Bangladesh has made enormous strides in the past 50 years – from one of the poorest nations at birth, it is now one of the fastest-growing economies. GDP per capita has increased from $134 in 1971 to $2,503 in 2021. Extreme poverty has been cut by more than half from 34 percent in 2000 to 13 percent in 2016.
Furthermore, people are living longer and healthier lives with maternal mortality cases down from 434 per 100,000 live births in 2000 to just 173 in 2017. Almost all children go to school; in fact, Bangladesh’s net enrollment rate at the primary school level reached above 97 percent. The country’s flagship female stipends program realized the goal of girls making up more than half of secondary school enrollments.
As a result, more and more women are entering the workforce and contributing to the growth of the economy. The growth of the readymade garments industry led to female labor force participation rates going up from 21 percent in 1990 to 35 percent in 2021. Now, every home has electricity and around 8.2 million people in remote, rural areas in Bangladesh has access to clean energy.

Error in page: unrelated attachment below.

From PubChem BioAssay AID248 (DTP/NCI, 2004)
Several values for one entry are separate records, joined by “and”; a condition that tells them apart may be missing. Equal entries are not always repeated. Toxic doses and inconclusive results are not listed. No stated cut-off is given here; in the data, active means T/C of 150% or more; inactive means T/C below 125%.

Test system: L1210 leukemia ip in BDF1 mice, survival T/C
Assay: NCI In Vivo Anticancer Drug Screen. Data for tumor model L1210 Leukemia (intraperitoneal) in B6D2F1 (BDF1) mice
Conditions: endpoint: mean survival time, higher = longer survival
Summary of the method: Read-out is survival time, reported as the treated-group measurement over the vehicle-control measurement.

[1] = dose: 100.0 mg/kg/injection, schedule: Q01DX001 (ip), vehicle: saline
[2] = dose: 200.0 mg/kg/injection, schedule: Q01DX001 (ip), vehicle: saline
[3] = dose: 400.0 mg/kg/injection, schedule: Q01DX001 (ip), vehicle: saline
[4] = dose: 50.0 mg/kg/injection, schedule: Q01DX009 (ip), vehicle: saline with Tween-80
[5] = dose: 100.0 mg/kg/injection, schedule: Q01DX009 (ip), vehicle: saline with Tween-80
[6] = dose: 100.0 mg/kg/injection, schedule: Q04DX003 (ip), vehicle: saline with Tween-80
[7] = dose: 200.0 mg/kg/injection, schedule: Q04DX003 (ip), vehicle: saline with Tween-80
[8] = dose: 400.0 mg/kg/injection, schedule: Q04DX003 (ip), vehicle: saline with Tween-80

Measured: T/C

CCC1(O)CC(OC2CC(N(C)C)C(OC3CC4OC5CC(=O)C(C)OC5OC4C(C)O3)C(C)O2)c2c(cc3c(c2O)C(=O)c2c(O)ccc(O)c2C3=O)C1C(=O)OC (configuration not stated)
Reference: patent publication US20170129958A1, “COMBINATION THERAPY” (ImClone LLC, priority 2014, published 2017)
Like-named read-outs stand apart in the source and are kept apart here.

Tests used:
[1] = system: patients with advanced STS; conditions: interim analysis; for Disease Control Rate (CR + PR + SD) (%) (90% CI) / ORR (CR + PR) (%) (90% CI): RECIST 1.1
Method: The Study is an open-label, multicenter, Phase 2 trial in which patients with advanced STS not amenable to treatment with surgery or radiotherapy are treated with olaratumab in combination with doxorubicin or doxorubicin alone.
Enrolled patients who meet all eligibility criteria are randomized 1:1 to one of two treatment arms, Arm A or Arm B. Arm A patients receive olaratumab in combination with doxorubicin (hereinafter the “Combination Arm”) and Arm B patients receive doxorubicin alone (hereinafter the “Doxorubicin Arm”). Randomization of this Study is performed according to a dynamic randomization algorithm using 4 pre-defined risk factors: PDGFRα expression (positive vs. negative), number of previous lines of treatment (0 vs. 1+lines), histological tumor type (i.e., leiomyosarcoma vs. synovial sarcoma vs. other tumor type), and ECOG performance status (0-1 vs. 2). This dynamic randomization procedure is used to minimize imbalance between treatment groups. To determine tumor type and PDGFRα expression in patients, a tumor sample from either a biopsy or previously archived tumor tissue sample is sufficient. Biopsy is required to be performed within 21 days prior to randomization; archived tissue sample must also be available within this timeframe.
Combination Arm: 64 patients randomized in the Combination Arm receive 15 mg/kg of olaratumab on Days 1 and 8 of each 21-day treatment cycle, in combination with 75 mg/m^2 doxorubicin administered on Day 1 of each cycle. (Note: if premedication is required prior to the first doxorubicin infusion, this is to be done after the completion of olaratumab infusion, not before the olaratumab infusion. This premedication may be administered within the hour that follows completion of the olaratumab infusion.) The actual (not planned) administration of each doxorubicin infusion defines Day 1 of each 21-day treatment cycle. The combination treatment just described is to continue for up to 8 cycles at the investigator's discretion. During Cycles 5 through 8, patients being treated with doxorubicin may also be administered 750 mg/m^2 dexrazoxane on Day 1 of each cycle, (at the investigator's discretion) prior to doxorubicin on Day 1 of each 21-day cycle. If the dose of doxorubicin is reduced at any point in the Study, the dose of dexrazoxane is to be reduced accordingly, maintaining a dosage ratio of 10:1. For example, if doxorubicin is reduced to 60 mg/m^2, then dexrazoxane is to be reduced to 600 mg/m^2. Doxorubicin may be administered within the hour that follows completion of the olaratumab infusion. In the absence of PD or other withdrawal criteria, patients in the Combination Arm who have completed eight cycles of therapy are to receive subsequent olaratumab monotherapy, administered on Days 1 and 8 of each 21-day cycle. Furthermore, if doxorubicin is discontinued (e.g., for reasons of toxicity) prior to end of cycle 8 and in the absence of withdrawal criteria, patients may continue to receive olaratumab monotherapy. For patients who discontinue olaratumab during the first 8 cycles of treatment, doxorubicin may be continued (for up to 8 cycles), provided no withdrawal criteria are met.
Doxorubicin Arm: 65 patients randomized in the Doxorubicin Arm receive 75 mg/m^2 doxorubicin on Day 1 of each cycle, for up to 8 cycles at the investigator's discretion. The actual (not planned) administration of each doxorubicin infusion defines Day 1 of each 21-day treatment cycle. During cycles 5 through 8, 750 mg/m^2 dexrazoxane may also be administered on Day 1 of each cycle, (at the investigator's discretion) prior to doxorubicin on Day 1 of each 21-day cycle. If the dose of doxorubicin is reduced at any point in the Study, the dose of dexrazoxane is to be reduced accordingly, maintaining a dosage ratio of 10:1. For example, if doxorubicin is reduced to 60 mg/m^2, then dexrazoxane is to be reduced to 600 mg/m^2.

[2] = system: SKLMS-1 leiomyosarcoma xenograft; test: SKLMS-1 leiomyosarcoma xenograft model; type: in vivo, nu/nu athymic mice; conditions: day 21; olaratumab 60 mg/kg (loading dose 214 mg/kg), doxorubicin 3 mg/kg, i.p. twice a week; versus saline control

Bangladesh has also imparted new lessons to the world to cope with challenges arising from climate change. Through multipurpose shelters that also operate as primary schools, embankments and early warning systems, cyclone-related fatalities have decreased by 100-fold since independence.
In the last 50 years, the World Bank has been a steadfast partner.
As one of Bangladesh’s first development partners, the World Bank began this partnership with a $50 million credit in 1972 and in the ensuing years, committed more than $38 billion in financing to help Bangladesh overcome barriers to growth and development. Today, Bangladesh has the largest ongoing program of the International Development Association (IDA) and the World Bank is the country’s largest external funder.